Probing biased/partial agonism at the G protein-coupled A(2B) adenosine receptor.

Authors: Gao ZG, Balasubramanian R, Kiselev E, Wei Q, Jacobson KA.
Publisher/Year: Biochem Pharmacol. 90(3):297-306.
Pub Med ID/Journal ID: PMID: 24853985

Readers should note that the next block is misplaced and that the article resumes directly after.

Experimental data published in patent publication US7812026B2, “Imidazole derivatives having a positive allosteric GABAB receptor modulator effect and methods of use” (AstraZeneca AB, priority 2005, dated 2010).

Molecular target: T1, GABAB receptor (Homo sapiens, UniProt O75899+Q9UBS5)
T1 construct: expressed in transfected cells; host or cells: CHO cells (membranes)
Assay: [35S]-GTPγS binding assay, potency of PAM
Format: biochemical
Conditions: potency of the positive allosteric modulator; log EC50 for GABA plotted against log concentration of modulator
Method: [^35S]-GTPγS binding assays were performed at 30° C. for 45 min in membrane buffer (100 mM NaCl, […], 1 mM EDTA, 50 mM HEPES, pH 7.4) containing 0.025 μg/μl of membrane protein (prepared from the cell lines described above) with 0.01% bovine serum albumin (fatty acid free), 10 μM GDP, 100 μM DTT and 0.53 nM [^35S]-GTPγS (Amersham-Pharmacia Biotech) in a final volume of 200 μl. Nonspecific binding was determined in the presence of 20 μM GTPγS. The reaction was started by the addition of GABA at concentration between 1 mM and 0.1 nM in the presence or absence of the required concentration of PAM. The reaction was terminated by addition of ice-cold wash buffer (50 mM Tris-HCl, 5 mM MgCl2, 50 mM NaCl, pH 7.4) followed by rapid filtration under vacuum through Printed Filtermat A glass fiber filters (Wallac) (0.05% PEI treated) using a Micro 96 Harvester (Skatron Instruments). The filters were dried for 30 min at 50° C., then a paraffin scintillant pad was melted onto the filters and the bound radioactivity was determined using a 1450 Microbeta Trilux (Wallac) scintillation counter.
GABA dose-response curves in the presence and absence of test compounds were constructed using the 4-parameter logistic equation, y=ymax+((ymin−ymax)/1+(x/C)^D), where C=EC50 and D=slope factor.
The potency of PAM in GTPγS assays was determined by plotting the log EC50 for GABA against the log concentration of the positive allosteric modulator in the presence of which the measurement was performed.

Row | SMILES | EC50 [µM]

G protein-coupled A(2B) adenosine receptor (AR) regulates numerous important physiological functions, but its activation by diverse A(2B)AR agonists is poorly profiled. We probed potential partial and/or biased agonism in cell lines expressing variable levels of endogenous or recombinant A(2B)AR. In cAMP accumulation assays, both 5'-substituted NECA and C2-substituted MRS3997 are full agonists. However, only 5'-substituted adenosine analogs are full agonists in calcium mobilization, ERK1/2 phosphorylation and β-arrestin translocation. A(2B)AR overexpression in HEK293 cells markedly increased the agonist potency and maximum effect in cAMP accumulation, but less in calcium and ERK1/2. A(2B)AR siRNA silencing was more effective in reducing the maximum cAMP effect of non-nucleoside agonist BAY60-6583 than NECA's. A quantitative 'operational model' characterized C2-substituted MRS3997 as either balanced (cAMP accumulation, ERK1/2) or strongly biased agonist (against calcium, β-arrestin). N⁶-substitution biased against ERK1/2 (weakly) and calcium and β-arrestin (strongly) pathways. BAY60-6583 is ERK1/2-biased, suggesting a mechanism distinct from adenosine derivatives. BAY60-6583, as A(2B)AR antagonist in MIN-6 mouse pancreatic β cells expressing low A(2B)AR levels, induced insulin release. This is the first relatively systematic study of structure-efficacy relationships of this emerging drug target.